The tibs comes with a side sauce, known as awaze, this one was made with red peppers, lemon, olive oil and spices. The combination of seared meat, spice, peppers, and onions as well as the fiery red sauce, all wrapped in that tangy injera that really make the dish standout.
It’s Combo Time!
The real stars of the show were the combination plates, Taye has both a vegetarian and a meat combo platter to choose from and both are served on and with the ubiquitous injera.
The vegetarian option or Beyainatu which translates as “a bit of every type,” boosts seven different dishes; including the Ethiopian fresh tomato, chili, and onion salad, alongside sauteed carrots with green beans, as well as spiced lentils dishes like Kik Alicha a mild stew, made with turmeric and spices but my favourite of the veggie dishes was the Shiro Wot, stewed ground peas cooked in with onion, garlic, and those berber spices. We also had a soup version of the Shiro which was out of this world with flavours of tomato, peppers, that gave a slight roast nuttiness to the dish.
The meat combo platter is plated the same manner as the vegetarian version being served directly on top of the injera flatbread. This is a vibrant plate of food both in terms of colour and flavour, rich spicy stews of beef, lamb, and chicken together with more of that deliciously fresh tomato salad that you find in North Africa, the Middle East, and the Mediterranean.
The dishes that really shone for me were the Doro wat or chicken stew, flavoured with the berbere spice mixture, onions, garlic, and ginger which comes with a hardboiled egg and the hearty, bold, and spicy savoury beef stew ‘Kay Wot’ a must try!
Ethiopians take their coffee very seriously and will end most meals with coffee. It is also the centrepiece of an elegant ceremony which is an unforgettable treat to witness. In a typical household this ceremony is conducted three times a day.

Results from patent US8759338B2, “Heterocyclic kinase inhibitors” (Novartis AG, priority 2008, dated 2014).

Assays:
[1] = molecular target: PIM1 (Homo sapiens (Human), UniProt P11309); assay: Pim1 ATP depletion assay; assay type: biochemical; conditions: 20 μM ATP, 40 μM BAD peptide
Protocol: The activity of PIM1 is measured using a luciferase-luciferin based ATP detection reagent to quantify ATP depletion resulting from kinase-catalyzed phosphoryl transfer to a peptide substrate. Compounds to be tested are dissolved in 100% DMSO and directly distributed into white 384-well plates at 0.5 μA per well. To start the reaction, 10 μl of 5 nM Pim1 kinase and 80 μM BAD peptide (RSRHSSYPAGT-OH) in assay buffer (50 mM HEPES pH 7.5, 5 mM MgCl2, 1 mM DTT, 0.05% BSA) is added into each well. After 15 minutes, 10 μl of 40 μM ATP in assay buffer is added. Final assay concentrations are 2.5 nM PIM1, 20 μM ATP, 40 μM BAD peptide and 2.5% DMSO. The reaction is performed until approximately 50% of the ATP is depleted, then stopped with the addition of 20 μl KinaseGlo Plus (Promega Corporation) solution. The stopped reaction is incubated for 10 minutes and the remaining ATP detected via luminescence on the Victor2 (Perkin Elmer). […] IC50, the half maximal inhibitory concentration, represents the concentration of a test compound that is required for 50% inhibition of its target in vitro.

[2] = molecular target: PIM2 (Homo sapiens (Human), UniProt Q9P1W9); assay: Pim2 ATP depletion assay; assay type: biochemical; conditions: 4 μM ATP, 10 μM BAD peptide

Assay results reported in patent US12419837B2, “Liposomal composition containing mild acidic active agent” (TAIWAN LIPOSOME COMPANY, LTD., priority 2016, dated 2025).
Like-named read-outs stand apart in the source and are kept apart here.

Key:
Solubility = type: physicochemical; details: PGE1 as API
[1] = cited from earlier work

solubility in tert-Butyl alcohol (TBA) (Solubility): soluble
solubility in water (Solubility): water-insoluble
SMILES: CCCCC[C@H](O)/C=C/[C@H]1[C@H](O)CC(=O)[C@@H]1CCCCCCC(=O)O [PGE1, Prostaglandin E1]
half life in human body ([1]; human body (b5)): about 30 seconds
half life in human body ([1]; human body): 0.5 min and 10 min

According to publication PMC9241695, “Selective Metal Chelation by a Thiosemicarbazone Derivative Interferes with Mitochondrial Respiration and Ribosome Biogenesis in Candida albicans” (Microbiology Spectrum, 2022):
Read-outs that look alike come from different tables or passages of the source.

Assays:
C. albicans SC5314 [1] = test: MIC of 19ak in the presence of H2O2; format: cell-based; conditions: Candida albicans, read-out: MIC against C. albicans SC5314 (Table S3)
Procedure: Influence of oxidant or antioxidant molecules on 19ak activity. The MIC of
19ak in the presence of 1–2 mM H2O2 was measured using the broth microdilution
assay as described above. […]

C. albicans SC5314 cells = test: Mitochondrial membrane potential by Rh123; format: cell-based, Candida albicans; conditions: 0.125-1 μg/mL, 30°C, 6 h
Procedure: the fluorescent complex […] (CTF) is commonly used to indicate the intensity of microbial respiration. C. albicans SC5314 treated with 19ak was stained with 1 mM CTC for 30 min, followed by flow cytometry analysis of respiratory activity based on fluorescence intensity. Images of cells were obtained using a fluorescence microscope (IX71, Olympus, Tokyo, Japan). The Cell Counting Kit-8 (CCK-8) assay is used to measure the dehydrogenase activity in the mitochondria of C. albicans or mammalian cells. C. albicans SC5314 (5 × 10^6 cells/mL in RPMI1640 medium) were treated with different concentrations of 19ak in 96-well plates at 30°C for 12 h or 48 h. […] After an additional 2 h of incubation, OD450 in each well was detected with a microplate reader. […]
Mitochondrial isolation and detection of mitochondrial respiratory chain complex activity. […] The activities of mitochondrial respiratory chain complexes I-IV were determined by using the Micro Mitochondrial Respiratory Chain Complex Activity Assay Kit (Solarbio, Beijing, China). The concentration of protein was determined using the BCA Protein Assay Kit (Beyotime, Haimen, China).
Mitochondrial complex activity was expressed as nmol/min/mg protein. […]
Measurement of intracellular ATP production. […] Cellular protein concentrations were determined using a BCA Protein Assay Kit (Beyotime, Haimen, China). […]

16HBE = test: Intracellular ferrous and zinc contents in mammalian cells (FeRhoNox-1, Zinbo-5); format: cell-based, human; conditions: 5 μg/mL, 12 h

Performed by women, the coffee ceremony starts off with the burning of incense and is followed by roasting green coffee beans over an open flame in a long-handled pan until they’re black, at which point we were invited to stand and come closer to savour the wonderful aroma.
The beans are then grounded manually in a with a pestle and mortar before being added to a special clay pot called a jebena. The coffee grounds are then submerged in water and set on the fire to boil.
When the coffee is ready, it’s is left to settle for a short while before taking the jebena and holding it high in the air, and gracefully pouring the coffee into small cups. Now, as a lover of strong black coffee, this really hit the spot. Dark, roasted and slightly smoky and full bodied. Just wonderful!
Unique Dining Experience
Taye Ethiopian Restaurant is a fantastically unique dining experience from the edible plates to the rich vibrant stews and fresh salads. Great for vegetarians and just perfect for your next works dinner or night out with friends and family. However, even if you don’t have a group, don’t let that hinder you. Come and enjoy great hospitality that Taye has to offer